5-phase Bihar polls from Oct 12, code of conduct imposed

Security measures to include deployment of central para-military forces and candidates photos on EVMs

GN Bureau | September 9, 2015


#bihar   #elections   #nitish kumar   #bjp   #samajwadi party   #sp   #jdu  


Bihar Assembly elections will be held in five phases from October 12. Chief election commissioner Nasim Zaidi announced the election schedule in New Delhi on Wednesday. Other voting dates are October 16, October 20, November 1 and November 5. Counting of votes will be held on November 8.

The model code of conduct will come into effect from today, said the EC. The term of the 243-member Bihar Assembly comes to an end on November 29.

Over 6 crore people are expected to exercise their franchise.

Read more: Mulayam deals a hard blow to Nitish & Lalu, breaks Bihar alliance

The BJP, which had almost swept the state in the Lok Sabha polls in alliance with Ram Vilas Paswan’s LJP and Upendra Kushwaha’s RLSP, is hoping to repeat its performance. Chief minister Nitish Kumar is seeking a third term this time in alliance with RJD and Congress after he walked out of NDA in June, 2013 snapping 17-year-old ties with BJP.

Zaidi that special security measures will be undertaken in sensitive areas.  All the booths will be manned by the central para-military forces, said the Election Commission. It also stated that the EVMs will have the candidates' photo.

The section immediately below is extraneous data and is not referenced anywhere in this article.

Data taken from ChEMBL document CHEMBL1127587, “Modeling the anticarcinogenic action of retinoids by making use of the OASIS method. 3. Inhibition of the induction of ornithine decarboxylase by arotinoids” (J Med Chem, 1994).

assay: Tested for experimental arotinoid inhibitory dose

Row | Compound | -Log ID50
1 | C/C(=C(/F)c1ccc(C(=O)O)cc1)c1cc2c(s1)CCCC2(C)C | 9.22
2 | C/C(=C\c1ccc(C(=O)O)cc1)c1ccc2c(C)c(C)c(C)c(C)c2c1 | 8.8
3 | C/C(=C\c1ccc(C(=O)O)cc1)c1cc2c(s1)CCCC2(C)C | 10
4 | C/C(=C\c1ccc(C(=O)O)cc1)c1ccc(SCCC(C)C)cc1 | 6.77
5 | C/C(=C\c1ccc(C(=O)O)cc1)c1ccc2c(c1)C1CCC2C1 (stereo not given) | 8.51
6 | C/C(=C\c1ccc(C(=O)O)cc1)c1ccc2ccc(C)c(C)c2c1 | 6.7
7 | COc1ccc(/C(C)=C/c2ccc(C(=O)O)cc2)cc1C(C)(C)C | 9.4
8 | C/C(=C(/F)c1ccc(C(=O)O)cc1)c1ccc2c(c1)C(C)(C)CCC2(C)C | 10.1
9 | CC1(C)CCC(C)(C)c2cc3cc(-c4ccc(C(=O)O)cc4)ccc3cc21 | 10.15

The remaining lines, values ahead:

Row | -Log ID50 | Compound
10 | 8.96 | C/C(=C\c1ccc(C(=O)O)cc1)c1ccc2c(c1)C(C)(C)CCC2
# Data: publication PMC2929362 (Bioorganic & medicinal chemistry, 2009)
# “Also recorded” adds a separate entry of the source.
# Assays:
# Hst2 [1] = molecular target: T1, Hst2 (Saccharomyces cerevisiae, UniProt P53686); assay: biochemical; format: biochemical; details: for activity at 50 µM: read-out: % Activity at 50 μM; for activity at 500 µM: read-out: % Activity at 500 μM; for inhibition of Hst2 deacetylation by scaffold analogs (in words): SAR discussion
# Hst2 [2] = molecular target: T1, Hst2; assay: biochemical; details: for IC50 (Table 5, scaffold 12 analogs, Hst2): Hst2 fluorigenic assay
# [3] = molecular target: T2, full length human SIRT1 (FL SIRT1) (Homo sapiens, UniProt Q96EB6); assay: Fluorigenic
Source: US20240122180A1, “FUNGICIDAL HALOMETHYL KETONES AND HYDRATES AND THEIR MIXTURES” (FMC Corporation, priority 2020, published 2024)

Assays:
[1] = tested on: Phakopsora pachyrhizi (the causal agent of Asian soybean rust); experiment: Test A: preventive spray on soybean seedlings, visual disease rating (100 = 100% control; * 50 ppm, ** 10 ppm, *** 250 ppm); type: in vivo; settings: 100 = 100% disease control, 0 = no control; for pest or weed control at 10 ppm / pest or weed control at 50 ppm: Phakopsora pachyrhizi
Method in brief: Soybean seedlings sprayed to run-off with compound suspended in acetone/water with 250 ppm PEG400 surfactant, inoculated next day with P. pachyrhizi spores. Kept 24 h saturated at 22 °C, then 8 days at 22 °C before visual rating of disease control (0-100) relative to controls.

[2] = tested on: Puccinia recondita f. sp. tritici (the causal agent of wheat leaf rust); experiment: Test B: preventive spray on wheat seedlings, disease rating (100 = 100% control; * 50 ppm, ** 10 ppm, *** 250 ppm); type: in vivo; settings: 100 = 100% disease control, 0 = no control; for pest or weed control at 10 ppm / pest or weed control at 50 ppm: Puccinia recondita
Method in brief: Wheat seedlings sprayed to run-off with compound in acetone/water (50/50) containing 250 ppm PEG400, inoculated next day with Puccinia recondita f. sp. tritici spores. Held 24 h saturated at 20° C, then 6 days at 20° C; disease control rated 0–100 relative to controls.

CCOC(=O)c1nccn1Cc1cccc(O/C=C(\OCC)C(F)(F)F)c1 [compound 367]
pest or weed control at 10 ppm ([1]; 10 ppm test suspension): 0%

The election commission also announced single window system for speedy approval of permission for political parties for electioneering.

Last week, the Samajwadi Party had pulled out of the 'grand alliance' in Bihar. The SP had announced that it would contest the assembly elections on its own and thus split votes. Though the walkout due to ‘humiliation’ may not cause much harm on the ground, it will be blot on Nitish’s ability to hold an alliance. First he broke with the BJP, and now the SP has broken with him.

The SP does not have a presence in Bihar in a substantial manner but caste equations in this elections can swing many ways.  The party was not given any seat in the first seat-sharing exercise of Nitish-Lalu Yadav combine. It was given five seats on second thoughts which led to the state unit’s open rebellion.

SP was also upset with host of issues - that there was no poster of Mulayam Singh Yadav on the Grand Alliance posters, he was not consulted before seat-sharing, he was not kept in the loop about the first Grand Alliance rally and he was not asked if his party was comfortable sharing dais with Congress president Sonia Gandhi.

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